Since keeping seeds dry is important for maintaining viability in storage, minimizing the time to control insects with this method is an important goal to consider. In the above-mentioned trial with the metal drum, relative humidity in the barrel stayed near 75%. I observed no mold, a finding consistent with that of Guptaet al. (2014) who found that high CO2 levels (60%-80%) inhibited fungal growth; 80% CO2 inhibited aflatoxin (Aspergillus flavus) in their research. Even so, with CO2 generated in water or fruit waste (high in moisture), it seems best to disconnect the seed container from the CO2 source as soon as possible. Then the lid of the seed container could be briefly opened to exhaust humidity before storing (with the lid closed once again) under dry conditions (less than 65% humidity to prevent mold growth) or with a desiccant. Minimum treatment time with CO2 gas will depend on the insect species and how quickly CO2 flows into the seed container. 

A simple water displacement method works well for determining the flow rate of CO2 or biogas. You will need a narrow bottle marked off in milliliters; I used a plastic graduated cylinder (Figure 8). Fill the cylinder with water and, with the palm of your hand over the top (to keep water in), invert the cylinder into a pan of water (4 or 5 cm deep). Keeping the open end of the cylinder under water, remove your hand. Water should stay in the cylinder. Keeping the cylinder upright, with the open end below the water level in the pan, place the end of the tube from the CO2 or biogas generator under the opening of the cylinder. As gas bubbles into the cylinder, the water level in the cylinder will drop. Allow a minute or two for the rate of bubbling to stabilize underwater. Then record how many milliliters of water disappear after one minute. I found that, within three hours of mixing the ingredients, 15 ml of yeast with 0.5 L of sugar dissolved in 2 L of water produced 22 ml/min of gas. Two days later, the flow rate had declined to 7 ml/min, suggesting that more sugar would have been needed to maintain the maximum flow rate over a longer period of time. Since the process produces alcohol, which becomes detrimental to yeast as it accumulates, starting with more water might help sustain a desired flow rate by diluting the alcohol.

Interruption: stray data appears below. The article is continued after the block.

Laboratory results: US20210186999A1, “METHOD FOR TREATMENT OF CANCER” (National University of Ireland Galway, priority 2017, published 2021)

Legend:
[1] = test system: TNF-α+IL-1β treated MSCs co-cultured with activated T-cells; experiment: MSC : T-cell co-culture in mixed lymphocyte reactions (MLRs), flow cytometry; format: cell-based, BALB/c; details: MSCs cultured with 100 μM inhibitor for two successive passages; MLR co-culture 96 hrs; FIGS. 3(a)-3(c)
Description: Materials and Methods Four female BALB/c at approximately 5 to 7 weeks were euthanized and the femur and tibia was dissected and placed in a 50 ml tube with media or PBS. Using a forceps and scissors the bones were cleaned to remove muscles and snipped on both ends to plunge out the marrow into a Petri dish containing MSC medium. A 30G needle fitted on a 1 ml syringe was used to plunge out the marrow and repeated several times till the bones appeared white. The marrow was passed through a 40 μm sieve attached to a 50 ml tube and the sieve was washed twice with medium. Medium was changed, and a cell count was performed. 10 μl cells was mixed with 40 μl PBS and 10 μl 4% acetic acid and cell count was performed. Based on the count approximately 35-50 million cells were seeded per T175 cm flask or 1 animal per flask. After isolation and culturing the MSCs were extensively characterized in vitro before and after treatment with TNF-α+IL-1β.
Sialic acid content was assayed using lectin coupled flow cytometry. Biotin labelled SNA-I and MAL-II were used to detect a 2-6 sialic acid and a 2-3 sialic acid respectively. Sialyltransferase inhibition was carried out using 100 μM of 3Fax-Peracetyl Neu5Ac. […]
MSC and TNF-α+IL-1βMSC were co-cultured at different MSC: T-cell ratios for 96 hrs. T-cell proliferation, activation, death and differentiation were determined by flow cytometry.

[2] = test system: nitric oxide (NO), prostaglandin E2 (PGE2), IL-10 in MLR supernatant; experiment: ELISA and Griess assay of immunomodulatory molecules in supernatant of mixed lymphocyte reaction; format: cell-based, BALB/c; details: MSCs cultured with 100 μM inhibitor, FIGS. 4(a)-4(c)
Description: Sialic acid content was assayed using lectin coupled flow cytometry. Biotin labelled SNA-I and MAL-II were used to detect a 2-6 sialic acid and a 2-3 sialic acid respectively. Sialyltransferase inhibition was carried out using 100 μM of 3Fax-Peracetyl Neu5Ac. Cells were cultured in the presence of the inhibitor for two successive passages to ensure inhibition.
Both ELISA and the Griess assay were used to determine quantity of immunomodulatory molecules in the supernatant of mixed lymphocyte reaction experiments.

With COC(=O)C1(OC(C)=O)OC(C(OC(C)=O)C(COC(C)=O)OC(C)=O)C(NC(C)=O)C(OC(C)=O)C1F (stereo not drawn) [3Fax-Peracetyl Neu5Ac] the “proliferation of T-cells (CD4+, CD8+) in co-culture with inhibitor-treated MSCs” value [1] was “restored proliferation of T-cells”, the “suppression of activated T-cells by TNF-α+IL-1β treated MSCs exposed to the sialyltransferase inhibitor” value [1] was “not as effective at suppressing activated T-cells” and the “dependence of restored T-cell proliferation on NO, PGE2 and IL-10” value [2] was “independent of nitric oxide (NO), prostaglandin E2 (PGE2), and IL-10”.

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Figure 8. Water displacement method for measuring flow rate of a gas. Source: Tim Motis

Candle burning

A burning candle consumes O2 and releases CO2 and water vapor. That made us wonder whether or not a burning candle in an enclosed, sealed space uses up enough O2 to control insects. 

With a lit candle placed at the bottom of a sealed and empty 19-L plastic bucket, Stacy Swartz and I measured the resulting O2 concentration with an O2 sensor. O2 levels declined from 21% (normal for open air) when the lid was first closed to 17% when the flame went out (5 to 7 minutes depending on wick length; in a room with the lights turned off we could see when the flame went out). We repeated this three times with similar results each time. Our finding is consistent with a report by Dowell and Dowell (2017) who, likewise, found that candle burning only reduces O2 by a few percentage points. 

We found that the candle produced enough heat to melt a hole in the plastic lid. That much heat would kill at least some of the insects in a container. It seems likely that the heat could also adversely affect the viability of seeds near the candle; a germination test would confirm this. 


Our research results to date, combined with findings in scientific literature, indicate that low O2 does control seed pests and can be achieved in creative ways without expensive equipment. Hermetic sealing is already widely promoted and practiced. Benefits of vacuum sealing have also been well documented. The CO2 and biogas methods discussed in this article are not as well-tested. I was encouraged to find that red flour beetles can be controlled on a barrel scale with simple ingredients like sugar and yeast. I hope that this article will raise awareness of the benefits of low O2 for seed storage, and that the information provides insights for further innovation. Always, when trying something new, experiment to make sure it works before promoting it to farmers.